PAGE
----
I’ve written before about the challenges of syllabification in learning German in Uh-oh, a stop and Breaking up is hard to do and this morning I finally figured out a mistake I was making in trying to figure out an English name. On my run, I go by a column covered in posters for upcoming musical events. I’ve been looking at one of them for a few days and not been able to make sense of the band’s name. My first mistake was to imagine from the somewhat gothic writing that they were a German group (not so, they hail from Texas) rather than a heavy metal one (true). My second mistake flowed from assuming it was a German name and thus should be broken up in German fashion. The third problem is that running and trying to read gothic-style letters at the same time is not as simple as it might first appear. (For those interested in the use of gothic or blackletter fonts, here’s a piece on some of their musical and cultural resonances: http://britishlibrary.typepad.co.uk/inspiredby/2014/10/typography-from-gothic-to-blackletter.html)
Today I stopped. I looked hard. The mysterious HELLY|FAT or HELLY|FAH was suddenly clearly HELL|YEAH. Phew.
Which got me to pondering the words bisherig and bisher. The first was familiar to me from having moved so often and needing to provide my Bisherige Anschrift – “previous address.” However, I’d never heard this word spoken and made the English-language-driven mistake of syllabifying it in my head as bish•er•i•ge where the “sh” is rendered as [ʃ] as sch would be in German. (Also at play may be the fact that my last name “Hirsh” was anglicised by my grandfather, making it easier for me to see »sh« as an alternate spelling for »sch« and I’m not helped by the fact that there are many, many loan words with the »sh« spelling and the [ʃ] pronunciation in German.) The actual syllabification and pronunciation is [bɪsˈhe:rɪgə].
I was disabused of this error when I first heard the word bis•her [bɪsˈhe:ɐ̯] – “until now” or “up until now” or “currently” or “yet” – spoken last Saturday. More than the usual number of participants had arrived for Dialog in Deutsch, and so although there was only one leader, we split into two groups. Luckily, at the Wednesday group, one of the leaders had brought a number of sentence stems to start us off on a discussion of our pasts (and to help us practice the perfect tense). The one with bisher in it was Die schwerste Aufgabe in meinem Leben war bisher… It turned out that for many of the group this most difficult task was making or coming to terms with the decision to live in Germany.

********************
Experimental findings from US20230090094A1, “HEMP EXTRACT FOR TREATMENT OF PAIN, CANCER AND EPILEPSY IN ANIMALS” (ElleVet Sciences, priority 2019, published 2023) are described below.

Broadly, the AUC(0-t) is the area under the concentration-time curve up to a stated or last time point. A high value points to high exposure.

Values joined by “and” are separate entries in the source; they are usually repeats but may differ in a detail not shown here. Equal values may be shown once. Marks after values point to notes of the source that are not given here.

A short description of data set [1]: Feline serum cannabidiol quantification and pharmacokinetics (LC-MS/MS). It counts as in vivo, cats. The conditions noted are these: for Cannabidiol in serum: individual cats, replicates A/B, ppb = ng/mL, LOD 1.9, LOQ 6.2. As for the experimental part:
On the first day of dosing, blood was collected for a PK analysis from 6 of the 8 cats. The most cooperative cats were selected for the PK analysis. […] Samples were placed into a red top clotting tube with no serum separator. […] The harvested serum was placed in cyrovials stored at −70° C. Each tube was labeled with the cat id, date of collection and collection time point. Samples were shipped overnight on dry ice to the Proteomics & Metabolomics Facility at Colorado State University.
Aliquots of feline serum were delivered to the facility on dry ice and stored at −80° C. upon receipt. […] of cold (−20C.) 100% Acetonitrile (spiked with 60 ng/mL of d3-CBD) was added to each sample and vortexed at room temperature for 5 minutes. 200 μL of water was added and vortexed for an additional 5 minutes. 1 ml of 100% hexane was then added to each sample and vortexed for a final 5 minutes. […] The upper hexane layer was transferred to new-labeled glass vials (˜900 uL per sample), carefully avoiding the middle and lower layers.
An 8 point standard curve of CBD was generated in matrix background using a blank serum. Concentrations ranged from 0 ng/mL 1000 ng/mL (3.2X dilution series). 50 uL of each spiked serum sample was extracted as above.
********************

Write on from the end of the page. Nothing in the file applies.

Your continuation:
Amazing how much difference growing up hearing German as opposed to just reading it can make. Never dawned on me that one could break bis-her into bish-er. Interesting what one takes for granted. Might suggest how important listening to dialogs from native speakers can be. Or, perhaps reading along with an audio book might be a way of associating the spoken and written word.
Bischof (Bishop) popped into my mind as an example of a word that would seem to create a quandary as to pronunciation. It is divided after the h: Bisch-of. To me, it always sounds like Bisch-hof. But, I suspect it is actually bish-oaf. As in, that bishop was a real oaf. So, perhaps the problem stems from the anglicized Hirsh, which was likely Hirsch (deer or stag) and that is causing a ‘false friend’ like confusion — sh is not usually pronounced sch in German.
Some additional fun with bis —
Bis zum nächsten Mal
Bis zum wiederhören
Bis zum bitteren Ende
Bis ans Ende der Welt
or — until the cows come home —
bis die Kühe nach Hause kommen
Wonder what a translator would actually use to convey that idea? Seems clumsy.